It can be easy to lose a female ancestor after her husband dies. Sometimes she’s right there where she always was and sometimes she’s not. Failing to research the widow after her husband’s death can cause the researcher to overlook additional information and possible clues about her origins and parents. Sometimes additional children are overlooked. If you’ve lost your widowed ancestress, consider:
- searching marriage records to see if she remarried;
- looking for deeds drawn up after the husband’s death or (more likely) settlement deeds drawn up after the widow died;
- whether she moved in with one of her children who had left the area;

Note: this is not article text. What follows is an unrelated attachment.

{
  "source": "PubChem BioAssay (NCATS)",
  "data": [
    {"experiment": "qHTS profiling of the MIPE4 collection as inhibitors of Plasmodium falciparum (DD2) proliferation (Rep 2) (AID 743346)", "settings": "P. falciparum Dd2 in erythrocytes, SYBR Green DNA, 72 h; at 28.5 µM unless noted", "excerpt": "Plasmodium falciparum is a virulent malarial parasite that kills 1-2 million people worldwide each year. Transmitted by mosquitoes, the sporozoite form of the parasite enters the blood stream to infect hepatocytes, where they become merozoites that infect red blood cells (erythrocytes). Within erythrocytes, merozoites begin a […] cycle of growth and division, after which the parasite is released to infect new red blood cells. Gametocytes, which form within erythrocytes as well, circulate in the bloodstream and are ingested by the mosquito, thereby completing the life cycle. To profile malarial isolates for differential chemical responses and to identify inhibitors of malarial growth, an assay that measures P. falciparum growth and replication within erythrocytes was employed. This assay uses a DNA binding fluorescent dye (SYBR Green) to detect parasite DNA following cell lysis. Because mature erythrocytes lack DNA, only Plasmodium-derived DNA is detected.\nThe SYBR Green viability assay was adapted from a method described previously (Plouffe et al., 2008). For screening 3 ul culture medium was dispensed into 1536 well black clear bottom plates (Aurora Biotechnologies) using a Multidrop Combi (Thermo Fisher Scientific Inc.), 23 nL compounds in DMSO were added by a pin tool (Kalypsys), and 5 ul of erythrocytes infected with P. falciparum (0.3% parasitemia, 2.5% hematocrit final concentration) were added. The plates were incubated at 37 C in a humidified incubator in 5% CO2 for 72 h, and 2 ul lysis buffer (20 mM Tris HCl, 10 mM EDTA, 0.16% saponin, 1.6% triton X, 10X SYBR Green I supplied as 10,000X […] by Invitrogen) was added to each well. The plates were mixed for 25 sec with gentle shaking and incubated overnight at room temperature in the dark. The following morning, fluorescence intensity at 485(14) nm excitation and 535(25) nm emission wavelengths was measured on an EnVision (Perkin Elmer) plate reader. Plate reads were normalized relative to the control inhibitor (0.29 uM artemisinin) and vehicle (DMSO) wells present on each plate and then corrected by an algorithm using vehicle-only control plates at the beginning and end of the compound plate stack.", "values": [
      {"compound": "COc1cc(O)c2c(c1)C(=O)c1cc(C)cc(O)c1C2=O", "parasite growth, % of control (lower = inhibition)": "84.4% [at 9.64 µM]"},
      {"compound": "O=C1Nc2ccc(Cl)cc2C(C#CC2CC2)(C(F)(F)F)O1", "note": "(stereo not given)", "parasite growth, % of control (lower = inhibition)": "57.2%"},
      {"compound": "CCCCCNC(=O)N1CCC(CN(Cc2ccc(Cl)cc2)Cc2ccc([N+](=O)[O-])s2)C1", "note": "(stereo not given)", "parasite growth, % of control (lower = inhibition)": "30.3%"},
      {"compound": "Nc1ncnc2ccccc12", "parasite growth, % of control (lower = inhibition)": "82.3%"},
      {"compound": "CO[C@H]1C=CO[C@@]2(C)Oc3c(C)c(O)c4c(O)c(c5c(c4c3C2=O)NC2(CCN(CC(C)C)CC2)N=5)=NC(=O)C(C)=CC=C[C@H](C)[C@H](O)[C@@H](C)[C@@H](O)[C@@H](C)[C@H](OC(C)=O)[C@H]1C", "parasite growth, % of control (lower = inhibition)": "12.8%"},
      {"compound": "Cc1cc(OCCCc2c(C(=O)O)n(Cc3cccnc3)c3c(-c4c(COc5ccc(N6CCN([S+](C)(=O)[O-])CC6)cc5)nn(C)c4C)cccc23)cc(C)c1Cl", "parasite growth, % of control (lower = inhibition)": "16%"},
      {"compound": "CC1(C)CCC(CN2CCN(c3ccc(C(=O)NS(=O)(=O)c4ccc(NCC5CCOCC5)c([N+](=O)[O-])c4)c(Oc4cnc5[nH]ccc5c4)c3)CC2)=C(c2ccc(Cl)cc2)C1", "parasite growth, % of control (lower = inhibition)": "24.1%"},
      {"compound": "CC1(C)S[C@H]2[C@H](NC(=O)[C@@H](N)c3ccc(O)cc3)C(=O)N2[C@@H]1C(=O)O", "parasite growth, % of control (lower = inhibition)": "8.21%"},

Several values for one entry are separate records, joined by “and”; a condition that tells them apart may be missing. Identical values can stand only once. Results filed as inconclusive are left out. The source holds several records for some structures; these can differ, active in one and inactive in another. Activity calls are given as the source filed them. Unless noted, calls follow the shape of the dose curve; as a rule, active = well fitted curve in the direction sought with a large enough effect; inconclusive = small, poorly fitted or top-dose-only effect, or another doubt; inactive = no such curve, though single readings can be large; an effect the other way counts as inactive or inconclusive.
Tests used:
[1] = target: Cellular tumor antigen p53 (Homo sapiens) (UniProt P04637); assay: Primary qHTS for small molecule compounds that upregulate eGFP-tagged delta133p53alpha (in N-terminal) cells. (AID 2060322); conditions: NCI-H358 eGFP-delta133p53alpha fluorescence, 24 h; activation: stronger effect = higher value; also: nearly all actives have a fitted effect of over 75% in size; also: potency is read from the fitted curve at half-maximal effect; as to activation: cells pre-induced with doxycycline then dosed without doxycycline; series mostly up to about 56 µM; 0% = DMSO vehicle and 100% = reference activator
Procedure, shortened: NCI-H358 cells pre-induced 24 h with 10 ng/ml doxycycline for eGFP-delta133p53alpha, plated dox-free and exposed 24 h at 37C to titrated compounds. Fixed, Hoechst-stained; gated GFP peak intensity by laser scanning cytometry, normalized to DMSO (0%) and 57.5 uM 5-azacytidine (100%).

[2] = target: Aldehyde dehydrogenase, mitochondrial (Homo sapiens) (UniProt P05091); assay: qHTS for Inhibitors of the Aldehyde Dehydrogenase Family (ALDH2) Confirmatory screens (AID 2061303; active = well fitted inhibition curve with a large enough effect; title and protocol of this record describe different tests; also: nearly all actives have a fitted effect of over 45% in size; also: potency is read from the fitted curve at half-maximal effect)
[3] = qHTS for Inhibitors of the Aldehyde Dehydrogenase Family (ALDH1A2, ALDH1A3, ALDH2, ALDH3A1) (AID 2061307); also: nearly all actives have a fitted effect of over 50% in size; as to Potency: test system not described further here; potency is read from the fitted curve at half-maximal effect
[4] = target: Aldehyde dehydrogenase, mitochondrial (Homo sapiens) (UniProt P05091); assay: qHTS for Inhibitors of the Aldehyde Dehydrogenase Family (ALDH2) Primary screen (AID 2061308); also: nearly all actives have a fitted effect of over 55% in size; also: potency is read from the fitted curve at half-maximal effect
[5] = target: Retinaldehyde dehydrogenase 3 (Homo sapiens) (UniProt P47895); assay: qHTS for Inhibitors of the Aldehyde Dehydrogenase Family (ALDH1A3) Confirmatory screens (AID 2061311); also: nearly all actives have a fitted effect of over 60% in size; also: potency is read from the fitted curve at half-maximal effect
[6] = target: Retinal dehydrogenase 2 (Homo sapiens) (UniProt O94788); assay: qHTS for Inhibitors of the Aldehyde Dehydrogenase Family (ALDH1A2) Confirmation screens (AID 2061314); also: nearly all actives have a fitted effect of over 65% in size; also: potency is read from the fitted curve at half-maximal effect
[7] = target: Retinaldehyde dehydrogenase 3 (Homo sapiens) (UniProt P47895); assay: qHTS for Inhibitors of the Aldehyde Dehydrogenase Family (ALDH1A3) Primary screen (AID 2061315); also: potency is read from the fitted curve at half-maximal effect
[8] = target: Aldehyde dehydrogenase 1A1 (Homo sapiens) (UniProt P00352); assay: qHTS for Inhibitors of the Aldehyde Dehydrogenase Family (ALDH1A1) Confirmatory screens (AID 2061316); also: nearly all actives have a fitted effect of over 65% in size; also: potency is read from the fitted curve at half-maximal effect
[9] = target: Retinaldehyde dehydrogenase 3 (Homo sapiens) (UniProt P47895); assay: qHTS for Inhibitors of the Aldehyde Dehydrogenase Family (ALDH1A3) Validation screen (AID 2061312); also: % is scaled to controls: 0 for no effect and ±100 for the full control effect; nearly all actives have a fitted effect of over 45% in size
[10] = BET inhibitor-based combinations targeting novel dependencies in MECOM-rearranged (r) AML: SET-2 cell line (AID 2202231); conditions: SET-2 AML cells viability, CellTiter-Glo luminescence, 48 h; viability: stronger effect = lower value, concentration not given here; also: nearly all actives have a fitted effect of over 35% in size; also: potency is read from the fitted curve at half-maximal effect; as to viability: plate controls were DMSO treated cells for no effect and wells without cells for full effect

- looking to see if she’s buried near any of her children in cemeteries other than where the husband is buried;
- seeing if she applied for any military pensions based upon her husband’s service.
These suggestions won’t apply to all people in all places, but they are worth considering. And, as always, learn as much as you can about the local records that were created and being kept during the time period your ancestors lived there.